Habit and attention
The dominant view holds that actions are essentially brought about by the agent's intentions. Merleau-Ponty offers an alternative account, according to which actions are primarily initiated and guided by the agent's apprehension of her environment. Intentions may still play a role in bringing about action, but they are not essential. In this chapter, I consider two important factors that contribute to our actions: habit and attention. I argue that neither can be satisfactorily accommodated on the dominant model, but Merleau-Ponty's framework provides a nice explanation of them. This gives us some reason to prefer a Merleau-Pontyian account to the dominant view.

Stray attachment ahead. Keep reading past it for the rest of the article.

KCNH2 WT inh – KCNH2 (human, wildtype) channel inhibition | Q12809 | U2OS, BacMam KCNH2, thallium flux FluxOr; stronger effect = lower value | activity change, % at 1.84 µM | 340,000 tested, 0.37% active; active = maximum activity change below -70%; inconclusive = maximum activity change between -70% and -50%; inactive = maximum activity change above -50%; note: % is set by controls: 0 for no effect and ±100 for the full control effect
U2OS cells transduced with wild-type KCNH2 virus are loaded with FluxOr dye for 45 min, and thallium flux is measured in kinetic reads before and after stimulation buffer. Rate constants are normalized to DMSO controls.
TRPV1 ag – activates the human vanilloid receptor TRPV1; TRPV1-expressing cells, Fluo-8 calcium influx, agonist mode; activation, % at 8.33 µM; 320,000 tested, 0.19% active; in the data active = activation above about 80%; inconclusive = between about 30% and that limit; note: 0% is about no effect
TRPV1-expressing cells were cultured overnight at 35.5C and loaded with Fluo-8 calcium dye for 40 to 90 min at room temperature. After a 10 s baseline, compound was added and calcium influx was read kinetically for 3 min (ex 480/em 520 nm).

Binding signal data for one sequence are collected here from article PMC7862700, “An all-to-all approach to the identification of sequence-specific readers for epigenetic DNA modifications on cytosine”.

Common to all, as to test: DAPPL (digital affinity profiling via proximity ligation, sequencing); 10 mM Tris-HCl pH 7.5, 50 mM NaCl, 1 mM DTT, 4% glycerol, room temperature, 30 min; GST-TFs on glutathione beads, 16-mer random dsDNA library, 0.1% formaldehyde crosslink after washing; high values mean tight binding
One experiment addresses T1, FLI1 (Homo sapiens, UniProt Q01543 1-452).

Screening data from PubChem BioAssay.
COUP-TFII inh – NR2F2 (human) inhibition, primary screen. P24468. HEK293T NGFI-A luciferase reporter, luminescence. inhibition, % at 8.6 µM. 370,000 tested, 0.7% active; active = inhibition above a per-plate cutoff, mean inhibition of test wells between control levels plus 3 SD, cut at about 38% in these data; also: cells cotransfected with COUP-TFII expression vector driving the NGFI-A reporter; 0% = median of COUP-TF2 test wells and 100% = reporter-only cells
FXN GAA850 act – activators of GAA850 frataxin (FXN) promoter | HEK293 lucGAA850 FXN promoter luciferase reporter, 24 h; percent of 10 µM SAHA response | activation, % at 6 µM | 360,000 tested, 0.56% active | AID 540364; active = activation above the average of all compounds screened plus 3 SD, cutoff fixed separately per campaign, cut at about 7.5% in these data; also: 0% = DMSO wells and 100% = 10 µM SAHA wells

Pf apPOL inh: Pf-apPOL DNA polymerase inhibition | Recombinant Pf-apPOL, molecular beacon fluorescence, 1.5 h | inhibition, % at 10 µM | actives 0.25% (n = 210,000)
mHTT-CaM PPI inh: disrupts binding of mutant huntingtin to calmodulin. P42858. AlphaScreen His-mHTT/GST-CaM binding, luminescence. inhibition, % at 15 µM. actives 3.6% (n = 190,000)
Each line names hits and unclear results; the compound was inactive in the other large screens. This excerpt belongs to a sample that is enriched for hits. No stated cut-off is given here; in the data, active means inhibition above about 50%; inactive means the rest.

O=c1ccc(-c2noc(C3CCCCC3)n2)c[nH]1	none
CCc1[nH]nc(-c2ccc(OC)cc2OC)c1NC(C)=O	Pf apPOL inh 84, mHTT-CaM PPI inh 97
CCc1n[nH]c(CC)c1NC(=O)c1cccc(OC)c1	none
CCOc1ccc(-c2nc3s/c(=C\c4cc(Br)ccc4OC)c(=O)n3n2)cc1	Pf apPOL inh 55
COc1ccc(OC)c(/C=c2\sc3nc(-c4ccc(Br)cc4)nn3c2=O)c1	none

Romdenh-Romluc, K. (2013)., Habit and attention, in D. Moran (ed.), The phenomenology of embodied subjectivity, Dordrecht, Springer, pp. 3-19.
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